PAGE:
But Hawass said he fears a more recent phenomenon — mass tourism — is further deteriorating Tut's mummy. Thousands of tourists visit the underground chamber every month.

"The humidity and heat caused by ... people entering the tomb and their breathing will change the mummy to a powder. The only good thing (left) in this mummy is the face. We need to preserve the face," said Hawass, who wore his signature Indiana Jones-style tan hat.

The mystery surrounding King Tutankhamun and his glittering gold tomb has entranced ancient Egypt fans since Carter first discovered the hidden tomb on Nov. 4, 1922, revealing a trove of fabulous gold and precious stone treasures.

Archeologists in recent years have tried to resolve lingering questions over how he died and his precise royal lineage. Several books and documentaries dedicated to the young pharaoh, who is believed to have been the 12th ruler of ancient Egypt's 18th dynasty and ascended to the throne around the age of 8, are popular around the world.

In an effort to try to solve the mysteries, scientists removed Tut's mummy from his tomb and placed it into a portable CT scanner for 15 minutes in 2005 to obtain a three-dimensional image. The scans were the first done on an Egyptian mummy.

The results did rule out that Tut was violently murdered — but stopped short of definitively concluding how he died around 1323 B.C. Experts for the time though suggested that days before dying, Tut badly broke his left thigh, apparently in an accident, that may have caused a fatal infection.

The CT scan also provided the most revealing insight yet into the life of ancient Egypt's most famous king. He was well-fed, healthy, yet slightly built, standing at 5 feet, 6 inches tall at the time of his death. The scan also showed he had the typical overbite characteristic of other kings from his family, large incisor teeth and his lower teeth were slightly misaligned.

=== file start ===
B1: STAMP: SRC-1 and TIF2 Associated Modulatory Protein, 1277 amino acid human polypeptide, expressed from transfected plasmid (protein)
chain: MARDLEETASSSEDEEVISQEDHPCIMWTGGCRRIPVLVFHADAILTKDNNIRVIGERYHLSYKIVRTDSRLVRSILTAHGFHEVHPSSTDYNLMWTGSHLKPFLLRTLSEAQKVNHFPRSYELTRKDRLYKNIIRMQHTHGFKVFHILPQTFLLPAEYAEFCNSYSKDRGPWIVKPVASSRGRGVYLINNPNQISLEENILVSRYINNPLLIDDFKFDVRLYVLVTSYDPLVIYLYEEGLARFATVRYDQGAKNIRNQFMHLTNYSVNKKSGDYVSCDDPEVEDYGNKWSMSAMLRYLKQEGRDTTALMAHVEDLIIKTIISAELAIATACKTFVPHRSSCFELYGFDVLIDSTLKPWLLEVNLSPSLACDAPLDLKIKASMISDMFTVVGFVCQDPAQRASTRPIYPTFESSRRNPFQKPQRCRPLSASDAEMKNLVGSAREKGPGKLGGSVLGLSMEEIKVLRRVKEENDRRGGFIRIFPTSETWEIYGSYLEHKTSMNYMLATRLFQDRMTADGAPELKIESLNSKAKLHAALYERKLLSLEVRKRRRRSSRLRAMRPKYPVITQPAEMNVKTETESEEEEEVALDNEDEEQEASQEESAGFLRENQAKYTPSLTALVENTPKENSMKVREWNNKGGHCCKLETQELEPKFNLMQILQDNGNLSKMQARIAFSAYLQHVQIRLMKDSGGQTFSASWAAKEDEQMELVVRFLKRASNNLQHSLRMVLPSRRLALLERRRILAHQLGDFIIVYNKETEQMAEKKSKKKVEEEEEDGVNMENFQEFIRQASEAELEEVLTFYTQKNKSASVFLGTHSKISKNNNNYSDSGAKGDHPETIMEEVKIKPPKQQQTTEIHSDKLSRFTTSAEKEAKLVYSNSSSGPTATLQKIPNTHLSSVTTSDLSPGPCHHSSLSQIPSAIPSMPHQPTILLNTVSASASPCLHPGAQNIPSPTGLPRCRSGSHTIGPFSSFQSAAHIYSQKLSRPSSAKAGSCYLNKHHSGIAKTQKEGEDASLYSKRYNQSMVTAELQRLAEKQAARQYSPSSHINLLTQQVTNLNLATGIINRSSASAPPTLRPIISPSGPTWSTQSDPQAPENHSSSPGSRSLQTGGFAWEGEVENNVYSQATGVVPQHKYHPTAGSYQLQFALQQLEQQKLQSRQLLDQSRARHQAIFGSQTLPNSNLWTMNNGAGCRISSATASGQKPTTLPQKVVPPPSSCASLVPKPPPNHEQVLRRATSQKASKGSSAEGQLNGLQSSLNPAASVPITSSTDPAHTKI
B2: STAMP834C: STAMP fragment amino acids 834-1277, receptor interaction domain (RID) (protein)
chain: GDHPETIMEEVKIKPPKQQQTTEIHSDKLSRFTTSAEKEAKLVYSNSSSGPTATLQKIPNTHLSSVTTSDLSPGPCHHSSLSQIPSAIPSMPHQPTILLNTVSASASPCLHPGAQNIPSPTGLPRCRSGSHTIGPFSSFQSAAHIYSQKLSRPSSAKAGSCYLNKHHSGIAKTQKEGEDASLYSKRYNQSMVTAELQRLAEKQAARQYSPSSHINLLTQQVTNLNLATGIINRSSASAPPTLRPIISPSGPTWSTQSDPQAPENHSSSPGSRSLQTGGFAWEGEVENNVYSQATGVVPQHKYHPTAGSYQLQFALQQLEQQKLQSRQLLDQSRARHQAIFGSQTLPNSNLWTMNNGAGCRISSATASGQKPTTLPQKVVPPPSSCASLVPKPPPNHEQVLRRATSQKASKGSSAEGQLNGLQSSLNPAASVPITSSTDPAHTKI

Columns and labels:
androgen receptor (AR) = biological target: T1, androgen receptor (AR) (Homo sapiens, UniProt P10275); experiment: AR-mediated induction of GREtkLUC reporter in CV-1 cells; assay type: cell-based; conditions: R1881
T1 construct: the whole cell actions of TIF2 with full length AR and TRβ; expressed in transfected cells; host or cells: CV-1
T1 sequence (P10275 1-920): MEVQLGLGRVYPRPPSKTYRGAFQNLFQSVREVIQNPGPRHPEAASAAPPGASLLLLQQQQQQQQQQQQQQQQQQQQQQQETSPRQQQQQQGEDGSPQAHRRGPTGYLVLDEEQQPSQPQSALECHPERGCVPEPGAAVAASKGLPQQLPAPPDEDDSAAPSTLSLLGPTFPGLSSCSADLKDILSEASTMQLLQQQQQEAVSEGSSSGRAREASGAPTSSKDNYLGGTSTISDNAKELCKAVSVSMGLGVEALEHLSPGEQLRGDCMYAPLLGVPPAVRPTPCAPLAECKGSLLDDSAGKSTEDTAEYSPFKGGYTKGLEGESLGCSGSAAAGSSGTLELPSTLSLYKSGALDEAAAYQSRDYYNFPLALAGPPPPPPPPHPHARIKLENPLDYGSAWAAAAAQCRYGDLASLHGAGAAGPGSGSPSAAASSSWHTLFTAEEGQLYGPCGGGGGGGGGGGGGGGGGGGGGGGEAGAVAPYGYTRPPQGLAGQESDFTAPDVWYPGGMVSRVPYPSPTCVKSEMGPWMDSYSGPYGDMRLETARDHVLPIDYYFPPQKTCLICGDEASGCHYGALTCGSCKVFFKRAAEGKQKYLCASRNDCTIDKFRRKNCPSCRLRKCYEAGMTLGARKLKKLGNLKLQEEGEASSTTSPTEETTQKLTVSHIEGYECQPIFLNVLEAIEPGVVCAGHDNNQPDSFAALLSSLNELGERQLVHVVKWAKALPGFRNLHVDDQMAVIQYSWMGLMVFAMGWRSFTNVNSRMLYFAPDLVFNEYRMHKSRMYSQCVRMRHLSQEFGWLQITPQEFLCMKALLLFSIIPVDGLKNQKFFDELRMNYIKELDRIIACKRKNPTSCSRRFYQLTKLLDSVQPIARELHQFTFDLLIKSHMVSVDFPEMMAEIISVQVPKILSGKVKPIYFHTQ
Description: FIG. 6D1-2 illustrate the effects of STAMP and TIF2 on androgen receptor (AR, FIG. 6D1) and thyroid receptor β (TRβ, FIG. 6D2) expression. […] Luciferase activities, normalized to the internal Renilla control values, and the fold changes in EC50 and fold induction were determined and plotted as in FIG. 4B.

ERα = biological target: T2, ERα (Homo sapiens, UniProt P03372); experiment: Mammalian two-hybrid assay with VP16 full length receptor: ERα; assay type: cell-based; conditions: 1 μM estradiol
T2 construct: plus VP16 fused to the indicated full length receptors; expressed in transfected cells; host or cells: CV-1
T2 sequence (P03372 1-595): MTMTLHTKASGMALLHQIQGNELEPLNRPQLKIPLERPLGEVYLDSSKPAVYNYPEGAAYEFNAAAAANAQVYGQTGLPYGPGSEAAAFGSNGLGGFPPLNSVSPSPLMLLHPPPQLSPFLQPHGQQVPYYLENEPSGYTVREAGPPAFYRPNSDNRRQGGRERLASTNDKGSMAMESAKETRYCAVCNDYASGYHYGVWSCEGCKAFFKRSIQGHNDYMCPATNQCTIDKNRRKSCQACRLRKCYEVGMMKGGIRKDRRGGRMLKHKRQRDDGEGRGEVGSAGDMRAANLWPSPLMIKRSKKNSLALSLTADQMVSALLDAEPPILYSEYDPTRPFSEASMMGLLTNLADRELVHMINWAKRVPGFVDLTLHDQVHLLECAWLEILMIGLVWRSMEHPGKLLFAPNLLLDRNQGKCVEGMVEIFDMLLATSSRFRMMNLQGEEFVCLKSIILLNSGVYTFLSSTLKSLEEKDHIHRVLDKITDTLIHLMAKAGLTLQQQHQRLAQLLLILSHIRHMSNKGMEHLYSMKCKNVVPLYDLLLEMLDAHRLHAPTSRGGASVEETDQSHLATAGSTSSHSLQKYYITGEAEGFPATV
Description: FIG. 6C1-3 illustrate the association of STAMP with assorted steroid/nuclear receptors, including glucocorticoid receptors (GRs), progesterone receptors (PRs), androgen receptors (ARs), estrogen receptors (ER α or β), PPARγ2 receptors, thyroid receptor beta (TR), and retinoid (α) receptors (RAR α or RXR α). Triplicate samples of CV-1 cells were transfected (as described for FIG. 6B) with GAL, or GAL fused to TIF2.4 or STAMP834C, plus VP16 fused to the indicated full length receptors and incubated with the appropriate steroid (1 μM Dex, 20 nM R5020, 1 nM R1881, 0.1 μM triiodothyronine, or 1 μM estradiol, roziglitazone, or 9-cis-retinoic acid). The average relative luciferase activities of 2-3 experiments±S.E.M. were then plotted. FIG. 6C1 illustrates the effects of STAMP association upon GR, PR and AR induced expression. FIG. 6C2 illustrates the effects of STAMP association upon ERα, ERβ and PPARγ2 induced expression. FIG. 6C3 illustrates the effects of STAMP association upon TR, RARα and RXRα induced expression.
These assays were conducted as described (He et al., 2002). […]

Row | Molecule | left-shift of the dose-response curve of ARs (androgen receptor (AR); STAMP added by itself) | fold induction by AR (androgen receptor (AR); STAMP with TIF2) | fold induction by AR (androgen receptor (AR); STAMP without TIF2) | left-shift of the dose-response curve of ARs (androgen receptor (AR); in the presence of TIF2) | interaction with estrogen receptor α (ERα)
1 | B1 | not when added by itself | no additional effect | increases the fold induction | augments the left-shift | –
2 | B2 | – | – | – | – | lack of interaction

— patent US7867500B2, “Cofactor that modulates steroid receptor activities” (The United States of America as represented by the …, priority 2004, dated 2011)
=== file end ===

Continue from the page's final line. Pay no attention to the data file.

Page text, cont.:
The unveiling of Tut's mummy comes amid a frenzy of international publicity for the boy king. A highly publicized museum exhibit traveling the globe drew more than 4 million people during the initial four-city American-leg of the tour. The exhibit will open later this month in London and after it will make a three-city encore tour in the U.S. beginning with the Dallas Museum of Art.

The Egyptian tourism industry is hoping to capitalize on that interest and draw tourists to Luxor to see something they couldn't at the museum — Tut's mummy. More than 9 million tourists visited Egypt last year — up from 8.7 million the previous year, the Egyptian Tourist Authority said.

The tourists will begin viewing the mummy Monday, Hawass said. The mummy will remain in the tomb indefinitely — unlike other Egyptian royal mummies, who are displayed in museums.

Canadian tourist Bryan Wadson said he and his wife would try to make it back to the Valley of the Kings for the second time on Monday because they missed the mummy Sunday.

"We're running out of time, but will try," he said after taking a photo with Hawass.

But not every tourist was eager to find out that Tut will be removed from his sarcophagus and put on display.

"I really think he should be left alone in quiet, in peace," said British tourist Bob Philpotts. "This is his resting place, and he should be left (there)."

John Taylor, an assistant keeper at the British Museum's department of ancient Egypt and Sudan, said tourists won't be the only ones to benefit by the display of Tut in a climate controlled case.

"In some ways, it could be advantageous to monitor the condition to see if the mummy is stable," he said by telephone from London.